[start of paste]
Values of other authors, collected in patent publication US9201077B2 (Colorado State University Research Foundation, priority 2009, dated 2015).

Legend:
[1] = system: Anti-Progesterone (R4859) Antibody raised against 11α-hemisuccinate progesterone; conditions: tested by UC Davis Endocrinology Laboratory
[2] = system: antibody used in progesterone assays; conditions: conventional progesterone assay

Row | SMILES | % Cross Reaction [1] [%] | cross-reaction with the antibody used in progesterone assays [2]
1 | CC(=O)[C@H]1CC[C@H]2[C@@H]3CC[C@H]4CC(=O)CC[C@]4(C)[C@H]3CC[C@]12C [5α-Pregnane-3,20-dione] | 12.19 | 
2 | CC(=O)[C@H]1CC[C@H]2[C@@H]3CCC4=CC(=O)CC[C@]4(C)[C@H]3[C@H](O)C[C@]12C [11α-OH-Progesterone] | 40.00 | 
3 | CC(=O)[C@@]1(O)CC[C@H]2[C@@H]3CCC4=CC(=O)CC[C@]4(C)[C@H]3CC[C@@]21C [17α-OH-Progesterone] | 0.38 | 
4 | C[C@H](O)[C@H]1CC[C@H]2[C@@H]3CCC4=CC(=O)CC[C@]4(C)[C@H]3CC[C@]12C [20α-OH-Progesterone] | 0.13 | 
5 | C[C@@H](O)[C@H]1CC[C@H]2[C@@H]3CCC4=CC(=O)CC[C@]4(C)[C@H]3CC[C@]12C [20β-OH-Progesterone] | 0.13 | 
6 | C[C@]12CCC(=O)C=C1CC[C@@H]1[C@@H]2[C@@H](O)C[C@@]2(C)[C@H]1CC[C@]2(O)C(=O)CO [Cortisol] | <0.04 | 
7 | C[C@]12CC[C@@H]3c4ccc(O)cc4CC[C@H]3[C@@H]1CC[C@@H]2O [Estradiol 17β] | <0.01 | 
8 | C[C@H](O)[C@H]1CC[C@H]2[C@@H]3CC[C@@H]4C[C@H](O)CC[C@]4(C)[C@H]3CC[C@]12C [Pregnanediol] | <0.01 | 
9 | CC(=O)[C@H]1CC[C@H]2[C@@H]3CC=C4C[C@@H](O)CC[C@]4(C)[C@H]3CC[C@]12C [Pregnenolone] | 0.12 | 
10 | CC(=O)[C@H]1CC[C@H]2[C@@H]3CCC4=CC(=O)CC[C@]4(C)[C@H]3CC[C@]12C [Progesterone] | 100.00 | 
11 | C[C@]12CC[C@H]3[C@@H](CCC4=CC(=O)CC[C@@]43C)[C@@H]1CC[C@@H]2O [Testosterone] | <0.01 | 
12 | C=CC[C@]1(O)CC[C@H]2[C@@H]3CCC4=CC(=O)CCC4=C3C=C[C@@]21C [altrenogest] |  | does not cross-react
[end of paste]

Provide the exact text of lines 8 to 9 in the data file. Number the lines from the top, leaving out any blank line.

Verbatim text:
3 | CC(=O)[C@@]1(O)CC[C@H]2[C@@H]3CCC4=CC(=O)CC[C@]4(C)[C@H]3CC[C@@]21C [17α-OH-Progesterone] | 0.38 | 
4 | C[C@H](O)[C@H]1CC[C@H]2[C@@H]3CCC4=CC(=O)CC[C@]4(C)[C@H]3CC[C@]12C [20α-OH-Progesterone] | 0.13 | 